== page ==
Tuesday, June 24, 2008

Day 134. Complutum

I had a very good day. First, I went to look for some memories, for the sake of Faby and Dana, who will recognize this view of their home in Madrid, 13 years ago.

I then met Agustín, a friend of Juan I had met a couple of days before. He works at the Universidad Complutense de Madrid, and is a veritable treasure of knowledge about the university (he has a high administrative position there). An incredibly nice man, he asked me if I minded stopping to say hello to a doctoral student from Senegal. Of course I didn’t, so I had the pleasure of meeting Melamin, who surprised me by speaking perfect Spanish (with a strong Madrid accent). He is a professor of Spanish literature in Senegal, where apparently a lot of students are interested on learning Spanish as a second language (French being the official language).

From there we went to the School of Geology, where I had a very interesting talk with the Assistant Dean. It seems that this year they have started a Master in Science program in applied geology, with specialties in engineering geology, hydrogeology, environmental geology, and economic geology. The program is just starting, so I need to get in touch with the faculty at the end of the summer to inquire about their progress. Who knows, maybe I can find connections between our two universities.

For lunch, Agustín surprised me by arranging an interview with a doctoral student of his, Africa, who is doing her thesis on the role of the social worker before, during, and after large scale disasters (war, earthquakes, floods, etc.). He knew I worked with seismic risk in California, and thought this would be useful for her to know. Africa is a charming Spanish young woman, who after defending her thesis will take an academic position in the University of Arica, in northern Chile. We had a very good time chatting over lunch, and I wish her the best of lucks in finishing her thesis.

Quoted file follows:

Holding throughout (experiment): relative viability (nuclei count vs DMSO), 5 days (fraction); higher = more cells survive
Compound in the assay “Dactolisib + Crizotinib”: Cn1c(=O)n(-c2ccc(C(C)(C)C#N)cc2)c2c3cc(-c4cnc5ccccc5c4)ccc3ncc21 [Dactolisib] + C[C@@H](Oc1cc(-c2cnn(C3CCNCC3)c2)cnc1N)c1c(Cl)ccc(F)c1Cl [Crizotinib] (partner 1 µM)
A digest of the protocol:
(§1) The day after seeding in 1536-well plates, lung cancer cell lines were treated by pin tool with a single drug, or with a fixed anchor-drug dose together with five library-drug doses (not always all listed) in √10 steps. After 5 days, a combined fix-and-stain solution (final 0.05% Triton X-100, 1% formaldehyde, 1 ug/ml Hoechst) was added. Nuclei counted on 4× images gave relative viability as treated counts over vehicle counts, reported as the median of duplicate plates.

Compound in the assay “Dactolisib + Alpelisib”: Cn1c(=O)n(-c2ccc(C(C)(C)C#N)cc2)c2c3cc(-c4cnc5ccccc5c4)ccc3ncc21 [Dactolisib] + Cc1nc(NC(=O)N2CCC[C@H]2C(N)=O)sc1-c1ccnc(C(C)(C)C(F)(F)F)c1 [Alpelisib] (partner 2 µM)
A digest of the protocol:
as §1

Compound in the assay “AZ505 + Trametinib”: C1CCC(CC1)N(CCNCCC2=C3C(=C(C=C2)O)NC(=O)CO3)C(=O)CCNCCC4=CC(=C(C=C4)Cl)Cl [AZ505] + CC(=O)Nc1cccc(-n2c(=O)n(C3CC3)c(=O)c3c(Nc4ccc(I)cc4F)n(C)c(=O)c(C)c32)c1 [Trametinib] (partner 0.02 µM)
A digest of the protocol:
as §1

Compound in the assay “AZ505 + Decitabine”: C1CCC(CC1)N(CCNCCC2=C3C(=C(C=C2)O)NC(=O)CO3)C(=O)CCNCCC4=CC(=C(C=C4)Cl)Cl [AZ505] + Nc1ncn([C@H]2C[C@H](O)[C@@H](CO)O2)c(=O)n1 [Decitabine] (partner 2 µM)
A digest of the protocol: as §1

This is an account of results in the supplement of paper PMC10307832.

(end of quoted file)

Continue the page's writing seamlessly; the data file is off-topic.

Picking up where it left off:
It occurred to me to ask why the university had the word “Complutense” in its name, and that led to an in promptu visit to the city of Alcalá de Henáres, which is about half an hour from Madrid. This city used to be an important crossroads of the Roman empire, under the name Complutum, and into the 15th century was the most important city between Toledo and Zaragoza. In 1499, the most influential Spanish cardinal ever, the Franciscan friar Antonio de Cisneros, obtained papal permission to establish a university in Alcalá, which received the name of Universidad Complutense and soon became the most important center for the study of theology. One distinction is that the university was declared a city within the city, with its own laws, which in turn gave rise to the concept of the autonomous university and the “ciudad universitaria”. When in the mid 1800’s colleges lost their charter as religious institutions the Universidad Complutense was moved to Madrid, thus becoming the Universidad Complutense de Madrid. But in 1977, with the second republic, the people of Alcalá decided to open their university once again, under the name Universidad Complutense de Alcalá, and this caused endless confusion. Finally, after long negotiations, Madrid retained the name, and the new university adopted its current name of Universidad de Alcalá.

Alcalá is a charming town, impregnated with the spirit of culture. It is here that Miguel de Cervantes Saavedra was born (here I am outside his birthplace), and through its university paraded the great figures of the golden age of Spanish literature, like Lope de Vega and Quevedo. In memory of this great tradition, it is here, in the Paraselsium (the examinations room) of the university that the royal crown of Spain honors great Spanish and Latinamerican writers with the Premio Cervantes, the Nobel Prize of Spanish literature. Incidentally, presenting your exam in the Paraselsium must have been a grueling experience, as the candidate was grilled mercilessly by the plenary of the faculty.

A final call to fame for Complutium, is that it is here that the martyr children, Justo and Prospero, were decapitated for confessing the Christian faith, somewhere around 100 AD.

All in all a magnificent day, not only because of the cultural fest, but also because of the superb friendship of Agustín, Malamín, and Africa. This is what I love about traveling!

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